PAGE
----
Why give to God? I’ll close by asking some of our members to answer the question. I don’t want to know what a single member of our church gives, so I asked our finance office to speak with some of the largest contributors in our church, asking them why they give as they do. Here are some of their answers:

“I give because I believe the Bible clearly teaches that we should at least tithe. A tithe is a minimal response. Our church, which is the bride of Christ and for whom he died, should be our primary channel for furthering the Lord’s kingdom.”

“God commands it in his word. And God doesn’t give any exemptions based on how much money you make. For this reason, I believe that the tithing system that God has established is extremely fair. If I believe in and am committed to a ministry—like the church—why should I go turn over every stone looking for a cause to give my money to? Hasn’t God placed a ministry right in front of my eyes that I should give to?”

“Our lifetime experience is that 90% after the tithe is literally more and better than 100% would be absent the tithe.”

“God wants me to do it. It makes me feel good.”

“My wife’s family had instilled in her the habit of giving to the church. When we married, this became a natural habit that we have continued for forty-three years. We cannot imagine not giving to the church; it plays such a pivotal role in our lives and the community.”

“Tithing is commanded. It predates the law and is New Testament as well as Old (Luke 11:42). How can we say we trust God with our souls if we don’t trust him with our money?”

“My parents taught me that stewardship is an attitude of the heart, mind and soul, and it became more real to me as I understood that such persistent love could only come from the Father. Jesus is my Savior; whatever I have belongs to him. I think it was Jim Elliot who said: ‘He is no fool who gives what he cannot keep to gain that which he cannot lose.'”

Why invest your resources sacrificially in God’s Kingdom? Because everything you own is his already; he expects you to give sacrificially to his work on earth; and he needs what you can give.

Is this the best investment strategy you’ll ever find? The creator and owner of the universe says it is. Will you agree with him?

How You Can Change Your World

How You Can Change Your World

Acts 3:1-10

Dr. Jim Denison

A new series of New Testaments has just been released for evangelistic purposes. It profiles well-known athletes who talk openly about their faith in Jesus. For instance, the football issue profiles Dallas Cowboys tackle Chad Hennings, who says, “God showed his great love for us by sending his Son, Jesus, to die for us. That love is available to us just for the asking. And that love is the answer to life. The more I live, the more I find that fame is not the answer. Neither is social status or money. The things of this world will fail you. People will fail you. Christ is constant. That’s where you can put your faith and trust. He loves us no matter what, and he will give us the strength to handle whatever comes our way.”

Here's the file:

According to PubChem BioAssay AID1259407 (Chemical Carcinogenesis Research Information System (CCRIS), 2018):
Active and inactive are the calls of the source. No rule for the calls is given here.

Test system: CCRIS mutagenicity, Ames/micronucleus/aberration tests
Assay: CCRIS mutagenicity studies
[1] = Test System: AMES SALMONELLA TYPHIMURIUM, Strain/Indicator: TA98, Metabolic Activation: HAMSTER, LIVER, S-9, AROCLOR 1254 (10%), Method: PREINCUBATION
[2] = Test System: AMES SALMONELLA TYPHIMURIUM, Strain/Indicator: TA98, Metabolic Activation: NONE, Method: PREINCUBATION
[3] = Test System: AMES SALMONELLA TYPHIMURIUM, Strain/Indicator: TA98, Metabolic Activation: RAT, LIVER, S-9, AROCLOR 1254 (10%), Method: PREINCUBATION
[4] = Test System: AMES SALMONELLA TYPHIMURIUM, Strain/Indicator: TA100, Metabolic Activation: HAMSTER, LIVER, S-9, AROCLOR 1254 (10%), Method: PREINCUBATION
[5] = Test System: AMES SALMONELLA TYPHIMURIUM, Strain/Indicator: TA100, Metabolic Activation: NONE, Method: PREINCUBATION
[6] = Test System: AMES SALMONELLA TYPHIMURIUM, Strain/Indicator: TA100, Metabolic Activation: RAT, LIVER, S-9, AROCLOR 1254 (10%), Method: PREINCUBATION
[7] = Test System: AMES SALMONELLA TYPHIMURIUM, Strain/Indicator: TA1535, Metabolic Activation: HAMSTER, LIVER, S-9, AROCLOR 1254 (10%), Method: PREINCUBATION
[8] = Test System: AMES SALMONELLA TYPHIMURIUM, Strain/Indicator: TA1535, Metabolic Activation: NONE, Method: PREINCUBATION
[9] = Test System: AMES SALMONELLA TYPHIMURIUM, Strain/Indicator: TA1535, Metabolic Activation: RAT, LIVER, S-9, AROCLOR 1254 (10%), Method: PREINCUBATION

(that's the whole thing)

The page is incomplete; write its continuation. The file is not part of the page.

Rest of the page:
Other Christian football players profiled include Greg Ellis, Kent Graham, Danny Kanell, Aeneas Williams, Tony Boselli, Jason Sehorn, Herschel Walker, Reggie White, Brent Jones, and Trent Dilfer.

Christian basketball players include A. C. Green, Hersey Hawkins, Nancy Lieberman, Kevin Johnson, Mark Jackson, and Mark Price. Christian baseball players and managers include John Wetteland, Johnny Oates, John Smoltz, Tony Fernandez, Orel Hershiser, Keith Lockhart, Felipe Alou, Brett Butler, John Olerud, and Joe Girardi.

Today we conclude our week of prayer for global missions with a very simple point: God can use anyone. He can give every one of us a sense of fulfillment and significance, and use us in ways which have eternal impact on our world. Any one of us.

I want to show you that it’s so, biblically and personally.

Unlikely evangelists

Our text opens with Peter and John on their way to the Temple at the time of prayer, 3 o’clock in the afternoon. Here they meet with a beggar, a man born lame, now over forty years old (4:22). Laid there daily, to beg from those who go by. The same steps, the same gate, the same ritual, even the same beggar, week after week, day after day. The same helpless situation, year after year.

Of all the people in the crowd who could help this man, they would be the least likely, wouldn’t they? They have no money to give him—”Silver and gold I do not have” (v. 6). They have no medical expertise to offer him. But it turns out they have something better. Something every Christian in this sanctuary has to offer the crippled and hurting people who surround us today.